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P347 New-onset autoimmune disorders, primarily psoriasis, in anti-TNF biologic exposed paediatric patients: the DEVELOP experience

G. Veereman*1, A. Griffiths2, R. Colletti3, B. Gold4, J. Izanec5, C. Busse6, Y. Wang7, J. Escher8

1Universitair Ziekenhuis, Vrije Uniuversiteit Brussel, Brussel, Belgium, 2Hospital For Sick Children, Toronto, Canada, 3University of Vermont Children’s Hospital, Burlington, USA, 4Children's Center for Digestive Health Care, LLC, Atlanta, USA, 5Janssen Scientific Affairs, LLC, Horsham, USA, 6Janssen Pharmaceuticals, Horsham, PA, Horsham, USA, 7Janssen Research and Development, LLC, Spring House, USA, 8Erasmus Mc-Sophia Children's Hospital, Rotterdam, The Netherlands


DEVELOP is a multi-centre, prospective, observational registry of the long-term safety and clinical outcomes of 6070 paediatric patients with inflammatory bowel disease (IBD) treated with anti-tumour necrosis factor biologics (aTNF) and/or other medical therapies for IBD as part of routine clinical care. DEVELOP has sites in the USA, Canada and the European Union. Our aim was to characterise the incidence of new autoimmune disorders (AD) in a paediatric IBD population exposed to aTNF compared with a population exposed only to non-biologics (NB).


Physicians participating in the registry prescribe IBD treatments based on their usual clinical practice and standards of care. Pts are categorised into cohorts according to their prevalent or incident medication exposure, including patients receiving therapy prior to enrolment and/or during registry follow-up. The most recent available data cut (June 30 2018) includes 21083 patient-years (PY) of follow-up in the aTNF cohort and 11277 PY in the NB cohort. Investigators record all new AD in the study database during biannual visits.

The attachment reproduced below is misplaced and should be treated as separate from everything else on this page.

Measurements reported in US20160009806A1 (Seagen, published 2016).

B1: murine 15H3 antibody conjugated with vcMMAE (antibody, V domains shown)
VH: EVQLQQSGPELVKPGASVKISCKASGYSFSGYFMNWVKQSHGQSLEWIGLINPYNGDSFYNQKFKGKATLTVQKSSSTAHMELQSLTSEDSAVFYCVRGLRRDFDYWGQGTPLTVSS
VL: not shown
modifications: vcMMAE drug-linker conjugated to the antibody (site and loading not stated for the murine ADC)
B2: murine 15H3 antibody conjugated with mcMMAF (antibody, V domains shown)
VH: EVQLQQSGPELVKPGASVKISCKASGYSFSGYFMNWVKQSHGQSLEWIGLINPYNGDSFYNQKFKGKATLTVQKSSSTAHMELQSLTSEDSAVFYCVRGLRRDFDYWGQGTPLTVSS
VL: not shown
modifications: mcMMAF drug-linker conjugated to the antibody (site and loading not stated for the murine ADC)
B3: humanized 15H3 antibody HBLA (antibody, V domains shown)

Among all IBD patients, the incidence of all new AD was statistically significantly greater in the aTNF cohort (0.99 events/100 PY) than the NB cohort (0.27 events/100 PY) (Table 1). These results were driven by new-onset psoriasis (0.58 events/100 PY), the most frequently reported new AD in the aTNF cohort compared with 0.02 new psoriasis events/100 PY in the NB cohort.

The incidence of serious new AD was low in both the aTNF cohort (0.20 events/100 PY) and the NB cohort (0.07 events/100 PY). In the aTNF cohort, serious new AD that occurred more than once included the following: psoriasis (0.06 events/100 PY, n = 12 events); sclerosing cholangitis (0.02 events/100 PY, n = 4); lupus-like syndrome (0.02 events/100 PY, n = 4); optic neuritis (0.01 events/100 PY, n = 3); autoimmune hepatitis (0.01 events/100 PY, n = 3). In the NB cohort, there were no reports of serious adverse events of psoriasis, optic neuritis, or lupus-like syndrome, and one report (0.01 events/100 PY) each of autoimmune hepatitis and juvenile idiopathic arthritis and two cases of sclerosing cholangitis (0.02 events/100 PY).


New AD were noted approximately once every 100 PY in the aTNF cohort and were significantly more common compared with the NB cohort. New serious AD in the aTNF cohort were uncommon, with only 0.20 events per 100 PY. New AD do arise in aTNF treated paediatric IBD patients but overall are uncommon and not serious.

Table 1. Summary of all and serious new autoimmune disorders